Play is fun. Play is learning
Through play, children learn basic skills such as language, creativity, problem solving and self-control. We understand the importance of role play either in a nursery setting or at home, so we asked the experts at The Great Little Trading Co for their thoughts on role play and some helpful suggestions on toys that can be used to encourage it.
Through role play, children learn how to interact with others, how to express their needs, negotiate and compromise. They figure out complex relationships and learn how to cope with frustration, fear and anger. They explore, test, guess and discover, building foundations for later learning in science and mathematics. Manipulating objects, mark-making, running and jumping in muddy puddles all contribute to the development of fine and gross motor skills. Play is a fundamental part of a child's cognitive, social, emotional and physical development. Through play, children learn how to learn.
Learning from adults
Role-play typically involves the child recalling a familiar situation, such as a shopping trip or visit to the doctor and, acting it out. Children use their memory skills to recreate scenes they have witnessed and practice solving problems that may be part of those scenarios the time mummy forgot her purse at the check-out' or 'when the doctor put the bandage on my leg'.
Role play promotes verbal communication as children copy words they have heard others saying, "that'll be twelve pounds please", "nice cup of tea?", and requires the child to develop listening skills and to respond in an appropriate manner.
Parents are a child's first playmates. Games progress from peek-a-boo and hide-and-seek, to more complex games involving make-believe and role play. These might involve caring for toys or dolls, racing cars along the floor or having a tea party. When parents interact, the play develops, lasts longer and becomes more complex. The adult is teaching the child how to sustain an activity and develop ideas.
As the game progresses, so does the language and complexity of play. The tea party develops into a picnic, a feast, a celebration, or a birthday party for The Queen! The child benefits from the adult's extended vocabulary and creative ideas.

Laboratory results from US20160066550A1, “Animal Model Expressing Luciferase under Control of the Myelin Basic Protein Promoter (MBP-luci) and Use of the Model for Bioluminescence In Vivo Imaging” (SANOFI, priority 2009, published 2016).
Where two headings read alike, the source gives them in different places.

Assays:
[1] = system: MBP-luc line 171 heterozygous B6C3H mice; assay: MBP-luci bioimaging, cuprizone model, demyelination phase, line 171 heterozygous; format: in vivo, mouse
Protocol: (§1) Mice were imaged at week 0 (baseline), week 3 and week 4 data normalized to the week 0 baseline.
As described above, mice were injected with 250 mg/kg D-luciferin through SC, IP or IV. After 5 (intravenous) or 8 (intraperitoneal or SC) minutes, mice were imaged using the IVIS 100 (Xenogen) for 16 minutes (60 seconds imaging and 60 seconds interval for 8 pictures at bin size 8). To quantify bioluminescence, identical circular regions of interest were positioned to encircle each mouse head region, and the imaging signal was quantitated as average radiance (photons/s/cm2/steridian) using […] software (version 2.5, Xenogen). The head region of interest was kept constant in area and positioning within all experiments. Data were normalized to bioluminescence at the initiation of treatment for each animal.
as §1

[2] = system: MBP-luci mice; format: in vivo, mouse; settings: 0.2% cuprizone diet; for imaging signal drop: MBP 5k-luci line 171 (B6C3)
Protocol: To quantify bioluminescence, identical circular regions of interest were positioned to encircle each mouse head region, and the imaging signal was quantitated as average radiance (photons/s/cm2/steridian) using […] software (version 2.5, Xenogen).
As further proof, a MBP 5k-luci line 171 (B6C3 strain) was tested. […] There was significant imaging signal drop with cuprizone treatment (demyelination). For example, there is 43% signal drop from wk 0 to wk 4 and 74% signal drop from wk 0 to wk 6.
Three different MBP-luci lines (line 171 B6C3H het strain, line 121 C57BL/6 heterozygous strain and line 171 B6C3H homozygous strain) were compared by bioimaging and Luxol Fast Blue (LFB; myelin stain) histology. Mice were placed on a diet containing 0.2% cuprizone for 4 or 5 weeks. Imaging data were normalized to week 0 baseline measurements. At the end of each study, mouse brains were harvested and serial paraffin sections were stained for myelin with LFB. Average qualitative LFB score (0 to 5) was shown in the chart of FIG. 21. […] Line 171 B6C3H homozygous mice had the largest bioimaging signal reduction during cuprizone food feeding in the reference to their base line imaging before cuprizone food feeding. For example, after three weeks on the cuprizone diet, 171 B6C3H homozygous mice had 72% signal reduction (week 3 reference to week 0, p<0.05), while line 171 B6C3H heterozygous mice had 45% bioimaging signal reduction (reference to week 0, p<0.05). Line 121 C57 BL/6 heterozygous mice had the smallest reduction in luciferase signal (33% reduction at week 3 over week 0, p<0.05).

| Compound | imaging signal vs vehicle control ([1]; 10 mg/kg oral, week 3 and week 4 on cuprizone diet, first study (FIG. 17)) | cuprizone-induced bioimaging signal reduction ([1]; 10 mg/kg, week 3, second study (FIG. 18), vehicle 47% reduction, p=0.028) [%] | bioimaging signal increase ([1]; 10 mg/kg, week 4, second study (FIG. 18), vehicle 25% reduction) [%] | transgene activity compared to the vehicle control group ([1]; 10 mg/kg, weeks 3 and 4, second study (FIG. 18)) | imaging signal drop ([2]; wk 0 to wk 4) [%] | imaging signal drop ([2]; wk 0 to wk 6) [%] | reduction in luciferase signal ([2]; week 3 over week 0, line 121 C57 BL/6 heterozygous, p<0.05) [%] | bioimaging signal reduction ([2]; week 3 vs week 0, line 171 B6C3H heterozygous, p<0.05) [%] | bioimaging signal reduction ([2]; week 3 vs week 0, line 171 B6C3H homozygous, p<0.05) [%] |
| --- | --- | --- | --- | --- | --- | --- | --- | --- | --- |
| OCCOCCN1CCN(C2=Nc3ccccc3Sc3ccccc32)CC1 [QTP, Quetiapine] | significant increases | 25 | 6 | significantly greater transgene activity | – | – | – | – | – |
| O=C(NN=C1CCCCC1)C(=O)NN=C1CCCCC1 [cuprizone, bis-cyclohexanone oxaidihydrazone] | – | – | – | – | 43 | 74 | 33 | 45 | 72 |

From the age of two, some children are able to share role-play games with their peers, and by three, many are able to engage in co-operative role play with clearly defined roles; "You'll be the King, I'll be the dragon". Unlike the parent-child relationship where the parent tends to lead the play, play with peers tends to have a more even distribution of power as children have to jointly negotiate the rules of the game 'this chair can be the throne', 'over here is the door'.
Through role play, children learn how to express their desires - "but I wanted to be the dragon"- negotiation tactics - "let's take turns"- and compromise. They learn how to handle conflict and how to settle arguments, how to work in a group and how to behave in social situations - and they learn them in a safe, supportive and risk-free environment, helping other children feel more confident and competent in the world around them.
Children today play around eight hours less per week than children born in the 1980s. Technology has played a part in that decline, but parents' desire for children to grasp the fundamentals of literacy and numeracy by the age of 5 has also meant that some play has been replaced by groundwork for tests or educational 'toys'. Somewhere along the way, we forgot how to play.
Which toys are best for role play?
We believe that the best role-play toys have multiple uses and can be used by a child on their own, or with friends or parents. They should be robust enough to last for years, sturdy to withstand extended bouts of play with friends and siblings, and good looking enough to have on permanent display in your home.
The best role-play toys are accessible so the child can spontaneously decide when and how to play. This means toys need to be left out, in the home, where children can easily reach them.
These are a few of our favourites:
- Dolls' houses and toy garages - scaled-down environments give children the chance to be in charge. Re-enacting real-life scenarios, or letting a dinosaur loose in the dolls' house living room, encourage imaginations to run wild.
- Play kitchens are at the heart of role play. While children are using their imagination to mimic the world around them, they're also learning chopping, stirring, turning, opening, carrying and closing skills, and increasing their vocabulary.
- Play shops with pretend food - tills and money fascinate children and provide multiple role-play opportunities as children pretend to be customers or shop owners. Handling play money can also develop numerical skills.
Play should be enjoyable, never forced, freely chosen by the child and involve a degree of make-believe. But above all, the act of playing, is more important than any end goals.